Kimchi means fermented vegetable but how it is made has changed drastically in recent times
LONDON: Vegan is the new food trend and Korean restaurants are on the rise serving Kimchi`s special flavour of sour taste. But only two places in London are serving the fusion of vegan food from Italy and Korea; Vegan Yes Shoreditch in Brick Land and a tiny food stall at Nags Head, Holloway, North London.
Vegan chef Mauro and his wife Min have created different variations of Kimchi joining naturally occurring colours and pigments. Kimchi yellow, kimchi red, kimchi green and Kimchi viola – different colours to stimulate the palate, body and mind in different ways and to make Kimchi exciting for the newer generations.
“If this is a new trend, we started serving vegan pasta and vegan food 12 years ago”, Mauro De Luca explains. The Italian from Florence and his wife Min Chung Jeoung from South Korean met 30 years ago when she learned how to make Italian food.
Click photos Kimchi
Kimchi history. Korean culinary traditions go beyond the border between North and South Korea. Kimchi is an ancient food that has been enjoyed for thousands of years all over the Korean peninsula. There are many nutritional benefits to fermentation, a process that is used in a wide variety of Korean traditional seasonings and dishes. Beneficial bacteria are produced to help cleaning our body and gut. Kimchi was traditionally stored and fermented underground in pots called Onggi.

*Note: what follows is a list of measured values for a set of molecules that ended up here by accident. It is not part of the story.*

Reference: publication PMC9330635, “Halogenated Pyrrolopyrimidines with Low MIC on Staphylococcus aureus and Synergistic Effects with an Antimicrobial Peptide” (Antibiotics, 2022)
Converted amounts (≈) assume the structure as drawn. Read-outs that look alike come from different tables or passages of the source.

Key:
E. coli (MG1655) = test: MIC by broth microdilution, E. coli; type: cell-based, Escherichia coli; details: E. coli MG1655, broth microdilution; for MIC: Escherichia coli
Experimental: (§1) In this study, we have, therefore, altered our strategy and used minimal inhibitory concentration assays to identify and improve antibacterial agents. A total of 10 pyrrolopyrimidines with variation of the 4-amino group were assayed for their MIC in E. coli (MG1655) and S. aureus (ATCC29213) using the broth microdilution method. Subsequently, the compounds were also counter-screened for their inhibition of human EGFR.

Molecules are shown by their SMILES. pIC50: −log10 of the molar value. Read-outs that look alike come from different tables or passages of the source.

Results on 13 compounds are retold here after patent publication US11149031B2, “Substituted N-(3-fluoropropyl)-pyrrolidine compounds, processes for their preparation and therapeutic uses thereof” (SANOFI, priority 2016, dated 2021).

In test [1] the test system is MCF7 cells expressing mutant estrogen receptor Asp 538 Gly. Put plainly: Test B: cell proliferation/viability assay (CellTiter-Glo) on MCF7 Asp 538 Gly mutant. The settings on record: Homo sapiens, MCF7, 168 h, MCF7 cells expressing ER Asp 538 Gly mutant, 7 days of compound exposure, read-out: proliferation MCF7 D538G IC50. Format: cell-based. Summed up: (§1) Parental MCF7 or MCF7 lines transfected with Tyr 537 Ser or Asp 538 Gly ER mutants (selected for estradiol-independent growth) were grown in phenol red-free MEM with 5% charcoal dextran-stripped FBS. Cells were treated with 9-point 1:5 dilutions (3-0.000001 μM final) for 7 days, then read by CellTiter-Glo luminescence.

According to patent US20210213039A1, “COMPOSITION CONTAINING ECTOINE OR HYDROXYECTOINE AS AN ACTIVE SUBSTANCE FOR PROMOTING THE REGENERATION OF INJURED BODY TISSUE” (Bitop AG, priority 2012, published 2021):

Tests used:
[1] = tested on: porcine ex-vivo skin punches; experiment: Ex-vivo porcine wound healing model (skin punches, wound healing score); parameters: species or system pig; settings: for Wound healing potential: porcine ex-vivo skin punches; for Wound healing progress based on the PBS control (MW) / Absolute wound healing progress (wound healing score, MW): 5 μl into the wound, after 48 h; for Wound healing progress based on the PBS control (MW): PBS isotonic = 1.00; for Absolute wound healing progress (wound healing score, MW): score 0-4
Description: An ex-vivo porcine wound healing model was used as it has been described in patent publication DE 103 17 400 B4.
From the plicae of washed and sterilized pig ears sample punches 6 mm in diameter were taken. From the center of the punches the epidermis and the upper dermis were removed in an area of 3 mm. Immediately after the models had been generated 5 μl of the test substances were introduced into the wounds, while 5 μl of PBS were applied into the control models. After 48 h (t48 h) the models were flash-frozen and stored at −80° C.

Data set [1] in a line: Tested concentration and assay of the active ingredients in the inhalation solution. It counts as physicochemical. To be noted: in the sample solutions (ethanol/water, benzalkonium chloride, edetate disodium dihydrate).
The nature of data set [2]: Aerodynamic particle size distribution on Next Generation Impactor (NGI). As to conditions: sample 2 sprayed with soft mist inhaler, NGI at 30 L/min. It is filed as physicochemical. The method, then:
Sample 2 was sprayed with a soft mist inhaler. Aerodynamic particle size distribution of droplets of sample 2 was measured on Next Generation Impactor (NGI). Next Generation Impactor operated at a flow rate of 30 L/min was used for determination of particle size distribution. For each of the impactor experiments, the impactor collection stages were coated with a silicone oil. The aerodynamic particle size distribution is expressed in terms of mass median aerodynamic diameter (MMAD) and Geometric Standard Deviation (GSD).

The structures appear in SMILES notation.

The Mia Mamma Foundation was founded in London and has several important remits aimed at creating individual independence through training of body and mind. These are lessons in self-healing, the promotion of Korean food and the organisation of cultural events. Mia Mamma and Dr. Min invites to grow independence through the training.
“In a multicultural city like London, we live next to or work with people from many different cultures but the deepest one ever gets to know another culture is first and foremost the food”, Min says after introducing unique vegan food in London.